The Regent Beijing is a massive operation where things are continuously tweaked to achieve perfection – the gal was mesmerised by this woman making sure every arrangement of pink flowers was absolutely perfect, which meant taking out a petal here and there. The hotel has 500 rooms and it runs at nearly full house, with not only business but leisure guests, upmarket groups who like the proximity to the Forbidden City and other sites. In addition, the gal found this time that by turning right out of the hotel you walk very quickly past dozens of side-by-side store fronts, some not more than six feet wide but the stores going way way back, offering shoes here, with underwear upholstery in the next, and noodle soup in the next.
Nick Emery, who is GM of this slick operation, explained over dinner how excited he is at the new-look Regent concept, which will see this 19-floor property being titivated by its passionat owners, the Fu Wah International Group, who will redecorate to conform with Regent’s new brand standards. The new look will suitably complement, say, the Aston Martin showroom that is also in this building. Fu Wah have their business interests, it seems, in many different forms of luxury. Not enough hours later, I could view the sunrise from suite 1818. I needed to get going (they even tweaked the gym’s opening hours for me, and a young man honestly did not seem to mind having come in 30 minutes early, at 5.30 a.m.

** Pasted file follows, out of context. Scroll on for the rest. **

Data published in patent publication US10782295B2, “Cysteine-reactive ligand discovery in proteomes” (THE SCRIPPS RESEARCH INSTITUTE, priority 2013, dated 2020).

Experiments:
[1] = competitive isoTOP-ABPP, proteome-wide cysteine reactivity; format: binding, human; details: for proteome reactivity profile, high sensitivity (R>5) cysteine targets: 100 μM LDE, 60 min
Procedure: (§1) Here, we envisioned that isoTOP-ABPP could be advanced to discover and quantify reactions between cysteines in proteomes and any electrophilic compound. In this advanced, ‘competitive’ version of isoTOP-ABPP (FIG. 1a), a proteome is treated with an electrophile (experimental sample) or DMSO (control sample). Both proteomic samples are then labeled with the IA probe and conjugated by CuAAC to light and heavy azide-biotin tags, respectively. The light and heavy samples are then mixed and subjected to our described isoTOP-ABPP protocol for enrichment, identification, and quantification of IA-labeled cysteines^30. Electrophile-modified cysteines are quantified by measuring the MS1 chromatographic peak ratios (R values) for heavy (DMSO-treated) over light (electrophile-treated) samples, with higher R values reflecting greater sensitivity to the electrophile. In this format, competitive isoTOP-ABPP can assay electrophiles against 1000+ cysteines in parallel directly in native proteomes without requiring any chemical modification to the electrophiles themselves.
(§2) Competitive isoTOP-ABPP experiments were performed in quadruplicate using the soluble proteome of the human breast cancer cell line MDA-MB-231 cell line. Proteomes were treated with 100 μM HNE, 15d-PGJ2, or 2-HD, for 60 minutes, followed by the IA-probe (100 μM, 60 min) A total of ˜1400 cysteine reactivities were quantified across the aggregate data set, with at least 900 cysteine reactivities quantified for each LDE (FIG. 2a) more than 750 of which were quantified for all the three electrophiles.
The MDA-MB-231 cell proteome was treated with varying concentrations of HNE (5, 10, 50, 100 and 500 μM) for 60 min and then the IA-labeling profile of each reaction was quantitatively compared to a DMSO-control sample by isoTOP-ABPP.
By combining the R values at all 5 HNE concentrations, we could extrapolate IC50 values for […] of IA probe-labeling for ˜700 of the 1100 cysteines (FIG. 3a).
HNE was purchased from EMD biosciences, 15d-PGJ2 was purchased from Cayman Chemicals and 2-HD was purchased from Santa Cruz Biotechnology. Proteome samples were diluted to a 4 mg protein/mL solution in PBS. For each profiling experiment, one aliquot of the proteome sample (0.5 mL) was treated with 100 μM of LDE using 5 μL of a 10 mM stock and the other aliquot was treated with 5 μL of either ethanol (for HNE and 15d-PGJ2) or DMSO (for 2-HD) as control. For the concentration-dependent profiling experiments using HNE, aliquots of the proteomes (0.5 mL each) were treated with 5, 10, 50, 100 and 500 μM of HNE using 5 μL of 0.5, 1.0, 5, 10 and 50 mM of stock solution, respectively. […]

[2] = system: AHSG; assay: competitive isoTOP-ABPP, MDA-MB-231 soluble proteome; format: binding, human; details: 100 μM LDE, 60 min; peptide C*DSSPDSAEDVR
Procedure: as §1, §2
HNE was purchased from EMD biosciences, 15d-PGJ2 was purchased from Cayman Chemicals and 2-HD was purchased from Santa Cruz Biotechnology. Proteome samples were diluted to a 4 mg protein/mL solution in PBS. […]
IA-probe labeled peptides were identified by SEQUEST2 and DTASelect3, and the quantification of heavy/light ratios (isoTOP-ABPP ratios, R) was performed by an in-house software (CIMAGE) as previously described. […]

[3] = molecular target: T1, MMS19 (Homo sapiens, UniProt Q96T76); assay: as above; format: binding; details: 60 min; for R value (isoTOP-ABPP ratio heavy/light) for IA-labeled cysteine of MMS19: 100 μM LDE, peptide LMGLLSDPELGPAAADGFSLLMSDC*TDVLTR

I went outside, for a couple of deep breaths of fresh air and, as I came back in, people were setting up the lobby deli that does a great job, day and evening long, selling coffees, tea and baked goods – all paid for by mobile devices, of course. I breakfasted in the calm of the 17th floor Club Lounge, already so much higher quality than I remember from previous visits (yes, tweak enough and the results show). I had actually thought of having a ‘Beijing breakfast’ in my room. This would have been fresh boiled chicken congee with mixed vegetables; wok-fried egg noodles, bean sprouts and yellow chives; bread dough stick with salted egg, peanuts and preserved vegetables; Chinese tea or coffee.
Back down in the lobby a couple of hours later, Nick Emery was sporting a pink tie, as if to match the flowers. No, he explained, this is part of pink-tie Friday, a new initiative that he hopes to evolve into a benefit for a charity, as yet not decided. Already all his managers wear pink ties, and it could easily spread – let us hope that one of those nearby hole-in-the-wall stores holds a person with a sewing machine and an endless roll of pale pink fabric. I cannot wait to return, to see what has happened – but by then perhaps the new-look Regent livery will be in place and pale pink just does not go with the décor. NOW SEE SUITE 1818